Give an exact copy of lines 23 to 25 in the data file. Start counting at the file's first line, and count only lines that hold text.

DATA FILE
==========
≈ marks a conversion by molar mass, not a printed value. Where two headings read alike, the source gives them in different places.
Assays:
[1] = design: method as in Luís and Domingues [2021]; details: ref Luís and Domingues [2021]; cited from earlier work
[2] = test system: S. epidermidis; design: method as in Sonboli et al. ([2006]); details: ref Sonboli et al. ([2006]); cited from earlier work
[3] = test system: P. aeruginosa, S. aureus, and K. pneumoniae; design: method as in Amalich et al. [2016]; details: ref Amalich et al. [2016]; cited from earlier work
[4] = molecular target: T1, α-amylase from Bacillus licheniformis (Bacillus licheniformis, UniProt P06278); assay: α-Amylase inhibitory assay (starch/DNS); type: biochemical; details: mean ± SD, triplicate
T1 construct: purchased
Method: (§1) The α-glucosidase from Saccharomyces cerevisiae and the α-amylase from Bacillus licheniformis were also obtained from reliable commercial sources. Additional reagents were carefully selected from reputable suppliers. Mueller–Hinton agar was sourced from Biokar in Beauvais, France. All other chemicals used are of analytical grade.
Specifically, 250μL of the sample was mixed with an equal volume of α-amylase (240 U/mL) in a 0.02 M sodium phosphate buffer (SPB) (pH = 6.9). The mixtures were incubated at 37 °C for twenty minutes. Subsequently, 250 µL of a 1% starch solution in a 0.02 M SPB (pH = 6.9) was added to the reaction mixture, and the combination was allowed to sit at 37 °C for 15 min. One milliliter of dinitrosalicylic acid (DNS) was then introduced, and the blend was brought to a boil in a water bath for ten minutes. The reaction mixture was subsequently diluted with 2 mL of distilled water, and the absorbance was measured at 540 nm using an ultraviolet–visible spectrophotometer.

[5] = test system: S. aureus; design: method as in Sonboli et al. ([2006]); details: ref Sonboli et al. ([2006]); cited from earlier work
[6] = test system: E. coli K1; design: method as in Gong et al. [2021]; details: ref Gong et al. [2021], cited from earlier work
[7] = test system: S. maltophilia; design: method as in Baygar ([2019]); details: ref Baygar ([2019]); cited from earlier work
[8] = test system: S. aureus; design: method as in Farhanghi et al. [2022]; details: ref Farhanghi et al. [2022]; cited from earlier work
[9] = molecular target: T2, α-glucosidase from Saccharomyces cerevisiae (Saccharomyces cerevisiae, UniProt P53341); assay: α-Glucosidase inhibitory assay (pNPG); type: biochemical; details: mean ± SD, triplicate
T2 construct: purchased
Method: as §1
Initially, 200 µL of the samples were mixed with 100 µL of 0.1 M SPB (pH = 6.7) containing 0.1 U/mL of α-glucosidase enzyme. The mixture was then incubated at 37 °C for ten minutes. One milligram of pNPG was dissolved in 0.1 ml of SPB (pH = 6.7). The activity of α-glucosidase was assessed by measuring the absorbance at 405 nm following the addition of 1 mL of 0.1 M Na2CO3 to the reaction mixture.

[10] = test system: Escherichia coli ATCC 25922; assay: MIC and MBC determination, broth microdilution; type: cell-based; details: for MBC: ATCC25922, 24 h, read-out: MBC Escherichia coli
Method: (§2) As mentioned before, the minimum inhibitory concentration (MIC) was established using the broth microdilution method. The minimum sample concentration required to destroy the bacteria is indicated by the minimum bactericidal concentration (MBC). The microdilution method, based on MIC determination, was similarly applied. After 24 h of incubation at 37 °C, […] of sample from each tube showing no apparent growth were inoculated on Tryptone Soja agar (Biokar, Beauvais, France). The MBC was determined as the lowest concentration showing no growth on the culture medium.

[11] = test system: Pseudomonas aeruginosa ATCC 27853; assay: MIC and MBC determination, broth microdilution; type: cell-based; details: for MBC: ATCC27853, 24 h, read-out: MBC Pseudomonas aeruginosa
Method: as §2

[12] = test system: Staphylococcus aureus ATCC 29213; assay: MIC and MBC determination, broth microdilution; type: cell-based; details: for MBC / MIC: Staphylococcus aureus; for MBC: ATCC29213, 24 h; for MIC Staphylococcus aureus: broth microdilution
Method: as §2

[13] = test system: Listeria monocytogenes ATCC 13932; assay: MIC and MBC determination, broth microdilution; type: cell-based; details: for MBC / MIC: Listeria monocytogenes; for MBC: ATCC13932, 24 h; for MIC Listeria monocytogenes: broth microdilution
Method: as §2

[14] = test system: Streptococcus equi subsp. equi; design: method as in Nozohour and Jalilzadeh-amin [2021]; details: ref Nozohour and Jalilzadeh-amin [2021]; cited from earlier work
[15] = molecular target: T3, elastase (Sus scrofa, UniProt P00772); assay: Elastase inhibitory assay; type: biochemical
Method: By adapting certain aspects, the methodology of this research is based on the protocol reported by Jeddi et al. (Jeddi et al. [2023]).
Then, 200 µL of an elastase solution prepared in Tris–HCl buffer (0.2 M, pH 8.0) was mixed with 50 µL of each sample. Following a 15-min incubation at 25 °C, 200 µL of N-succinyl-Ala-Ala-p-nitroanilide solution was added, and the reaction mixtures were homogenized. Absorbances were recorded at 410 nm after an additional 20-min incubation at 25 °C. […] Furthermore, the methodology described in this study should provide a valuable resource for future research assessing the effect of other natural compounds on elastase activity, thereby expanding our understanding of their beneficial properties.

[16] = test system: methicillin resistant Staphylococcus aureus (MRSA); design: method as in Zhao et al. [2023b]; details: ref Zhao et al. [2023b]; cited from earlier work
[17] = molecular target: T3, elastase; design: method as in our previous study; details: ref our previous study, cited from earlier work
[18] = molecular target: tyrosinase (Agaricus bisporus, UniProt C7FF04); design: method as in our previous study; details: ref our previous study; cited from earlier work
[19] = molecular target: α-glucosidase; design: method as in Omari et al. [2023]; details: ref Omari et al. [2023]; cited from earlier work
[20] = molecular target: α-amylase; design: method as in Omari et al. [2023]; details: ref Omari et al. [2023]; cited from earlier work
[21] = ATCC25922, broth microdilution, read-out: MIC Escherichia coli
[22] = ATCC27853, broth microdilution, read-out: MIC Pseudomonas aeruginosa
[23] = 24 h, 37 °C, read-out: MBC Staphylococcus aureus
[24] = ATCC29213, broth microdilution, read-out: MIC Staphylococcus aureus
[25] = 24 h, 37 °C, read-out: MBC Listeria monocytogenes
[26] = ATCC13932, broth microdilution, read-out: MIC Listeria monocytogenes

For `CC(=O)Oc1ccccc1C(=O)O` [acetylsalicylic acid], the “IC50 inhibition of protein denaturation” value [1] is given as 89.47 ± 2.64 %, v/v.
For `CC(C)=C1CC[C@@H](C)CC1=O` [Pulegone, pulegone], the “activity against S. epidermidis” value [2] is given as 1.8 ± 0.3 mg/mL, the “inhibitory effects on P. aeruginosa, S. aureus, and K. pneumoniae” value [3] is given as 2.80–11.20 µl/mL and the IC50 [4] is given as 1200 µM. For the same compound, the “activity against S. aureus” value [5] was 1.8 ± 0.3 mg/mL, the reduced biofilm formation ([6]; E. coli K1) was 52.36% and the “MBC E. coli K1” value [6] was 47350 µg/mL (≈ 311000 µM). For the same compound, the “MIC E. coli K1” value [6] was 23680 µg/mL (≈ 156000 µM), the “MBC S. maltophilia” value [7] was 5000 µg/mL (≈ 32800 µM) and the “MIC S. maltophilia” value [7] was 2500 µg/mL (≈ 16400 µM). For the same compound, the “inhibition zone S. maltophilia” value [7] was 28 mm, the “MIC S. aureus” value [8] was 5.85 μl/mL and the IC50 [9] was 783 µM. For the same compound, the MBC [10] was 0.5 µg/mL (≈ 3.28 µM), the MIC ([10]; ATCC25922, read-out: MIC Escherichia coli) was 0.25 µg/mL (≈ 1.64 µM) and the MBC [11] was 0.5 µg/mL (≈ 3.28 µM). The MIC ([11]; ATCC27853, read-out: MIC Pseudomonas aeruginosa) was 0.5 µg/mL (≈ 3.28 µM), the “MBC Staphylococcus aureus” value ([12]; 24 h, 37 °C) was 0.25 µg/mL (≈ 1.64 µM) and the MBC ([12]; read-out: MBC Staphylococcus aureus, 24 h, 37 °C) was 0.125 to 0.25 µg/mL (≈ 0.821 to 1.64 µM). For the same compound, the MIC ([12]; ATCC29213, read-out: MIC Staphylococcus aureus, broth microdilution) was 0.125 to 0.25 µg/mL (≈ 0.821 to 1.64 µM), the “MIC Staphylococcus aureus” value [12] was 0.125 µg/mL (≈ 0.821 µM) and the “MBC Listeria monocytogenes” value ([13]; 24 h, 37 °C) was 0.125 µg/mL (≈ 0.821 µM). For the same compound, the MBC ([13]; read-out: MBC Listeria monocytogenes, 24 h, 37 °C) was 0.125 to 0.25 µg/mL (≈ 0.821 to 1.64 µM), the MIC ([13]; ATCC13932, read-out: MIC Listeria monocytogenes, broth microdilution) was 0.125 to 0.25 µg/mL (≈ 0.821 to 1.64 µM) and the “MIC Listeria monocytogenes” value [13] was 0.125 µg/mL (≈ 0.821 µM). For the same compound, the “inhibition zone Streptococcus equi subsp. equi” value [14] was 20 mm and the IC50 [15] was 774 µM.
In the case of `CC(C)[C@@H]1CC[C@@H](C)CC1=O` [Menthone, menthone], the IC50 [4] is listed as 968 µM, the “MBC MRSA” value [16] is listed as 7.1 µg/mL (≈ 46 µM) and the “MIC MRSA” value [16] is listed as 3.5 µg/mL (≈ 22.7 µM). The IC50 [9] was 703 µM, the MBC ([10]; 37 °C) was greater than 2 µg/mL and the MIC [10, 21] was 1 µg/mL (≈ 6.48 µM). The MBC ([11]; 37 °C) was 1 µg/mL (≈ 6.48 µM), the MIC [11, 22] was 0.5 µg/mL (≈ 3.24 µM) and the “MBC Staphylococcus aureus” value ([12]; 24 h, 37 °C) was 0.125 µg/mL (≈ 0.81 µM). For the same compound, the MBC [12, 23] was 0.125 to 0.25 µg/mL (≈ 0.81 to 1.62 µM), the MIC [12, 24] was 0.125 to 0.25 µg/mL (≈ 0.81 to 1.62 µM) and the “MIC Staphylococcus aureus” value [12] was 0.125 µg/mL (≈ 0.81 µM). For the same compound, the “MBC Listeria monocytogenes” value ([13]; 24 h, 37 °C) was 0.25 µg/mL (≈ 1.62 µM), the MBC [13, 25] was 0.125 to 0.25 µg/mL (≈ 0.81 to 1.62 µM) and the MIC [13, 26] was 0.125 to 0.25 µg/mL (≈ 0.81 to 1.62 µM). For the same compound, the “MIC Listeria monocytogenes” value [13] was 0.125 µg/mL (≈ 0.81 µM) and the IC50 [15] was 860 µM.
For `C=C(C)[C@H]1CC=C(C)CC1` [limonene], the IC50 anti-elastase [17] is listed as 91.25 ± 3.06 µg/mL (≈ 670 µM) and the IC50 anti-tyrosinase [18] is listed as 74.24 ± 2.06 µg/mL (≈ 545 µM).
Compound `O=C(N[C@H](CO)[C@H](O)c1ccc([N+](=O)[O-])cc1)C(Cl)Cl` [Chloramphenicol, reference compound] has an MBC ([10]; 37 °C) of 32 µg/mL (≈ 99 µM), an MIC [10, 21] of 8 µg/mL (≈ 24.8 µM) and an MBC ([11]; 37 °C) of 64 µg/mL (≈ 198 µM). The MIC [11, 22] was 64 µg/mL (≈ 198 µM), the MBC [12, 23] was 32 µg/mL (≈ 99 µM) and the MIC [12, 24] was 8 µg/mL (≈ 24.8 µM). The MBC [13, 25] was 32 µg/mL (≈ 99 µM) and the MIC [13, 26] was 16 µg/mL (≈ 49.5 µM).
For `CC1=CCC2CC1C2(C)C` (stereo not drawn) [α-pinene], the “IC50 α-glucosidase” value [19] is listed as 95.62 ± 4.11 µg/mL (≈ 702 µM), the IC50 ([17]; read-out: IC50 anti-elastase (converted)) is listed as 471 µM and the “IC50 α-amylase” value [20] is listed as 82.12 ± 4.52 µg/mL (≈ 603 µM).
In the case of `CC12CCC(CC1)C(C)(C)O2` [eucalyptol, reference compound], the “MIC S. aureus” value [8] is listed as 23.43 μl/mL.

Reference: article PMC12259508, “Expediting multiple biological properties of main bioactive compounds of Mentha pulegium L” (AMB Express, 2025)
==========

Method: as §2

[13] = test system: Listeria monocytogenes ATCC 13932; assay: MIC and MBC determination, broth microdilution; type: cell-based; details: for MBC / MIC: Listeria monocytogenes; for MBC: ATCC13932, 24 h; for MIC Listeria monocytogenes: broth microdilution
Method: as §2